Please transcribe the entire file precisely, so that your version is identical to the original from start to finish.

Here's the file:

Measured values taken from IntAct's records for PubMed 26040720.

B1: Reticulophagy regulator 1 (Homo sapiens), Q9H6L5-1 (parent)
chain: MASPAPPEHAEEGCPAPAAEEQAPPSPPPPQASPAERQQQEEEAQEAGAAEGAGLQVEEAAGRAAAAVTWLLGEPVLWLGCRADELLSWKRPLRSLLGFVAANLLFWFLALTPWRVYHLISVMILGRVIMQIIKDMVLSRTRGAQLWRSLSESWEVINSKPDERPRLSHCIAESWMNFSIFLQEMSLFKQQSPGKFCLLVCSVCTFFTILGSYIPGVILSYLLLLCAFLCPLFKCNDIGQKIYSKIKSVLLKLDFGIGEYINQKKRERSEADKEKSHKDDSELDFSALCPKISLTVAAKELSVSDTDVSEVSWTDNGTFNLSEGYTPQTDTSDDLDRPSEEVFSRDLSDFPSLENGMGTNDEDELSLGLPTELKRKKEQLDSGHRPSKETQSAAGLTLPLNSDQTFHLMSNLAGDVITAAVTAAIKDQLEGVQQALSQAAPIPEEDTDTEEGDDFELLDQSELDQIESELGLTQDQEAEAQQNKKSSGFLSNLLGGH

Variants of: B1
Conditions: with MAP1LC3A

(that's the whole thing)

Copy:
Measured values taken from IntAct's records for PubMed 26040720.

B1: Reticulophagy regulator 1 (Homo sapiens), Q9H6L5-1 (parent)
chain: MASPAPPEHAEEGCPAPAAEEQAPPSPPPPQASPAERQQQEEEAQEAGAAEGAGLQVEEAAGRAAAAVTWLLGEPVLWLGCRADELLSWKRPLRSLLGFVAANLLFWFLALTPWRVYHLISVMILGRVIMQIIKDMVLSRTRGAQLWRSLSESWEVINSKPDERPRLSHCIAESWMNFSIFLQEMSLFKQQSPGKFCLLVCSVCTFFTILGSYIPGVILSYLLLLCAFLCPLFKCNDIGQKIYSKIKSVLLKLDFGIGEYINQKKRERSEADKEKSHKDDSELDFSALCPKISLTVAAKELSVSDTDVSEVSWTDNGTFNLSEGYTPQTDTSDDLDRPSEEVFSRDLSDFPSLENGMGTNDEDELSLGLPTELKRKKEQLDSGHRPSKETQSAAGLTLPLNSDQTFHLMSNLAGDVITAAVTAAIKDQLEGVQQALSQAAPIPEEDTDTEEGDDFELLDQSELDQIESELGLTQDQEAEAQQNKKSSGFLSNLLGGH

Variants of: B1
Conditions: with MAP1LC3A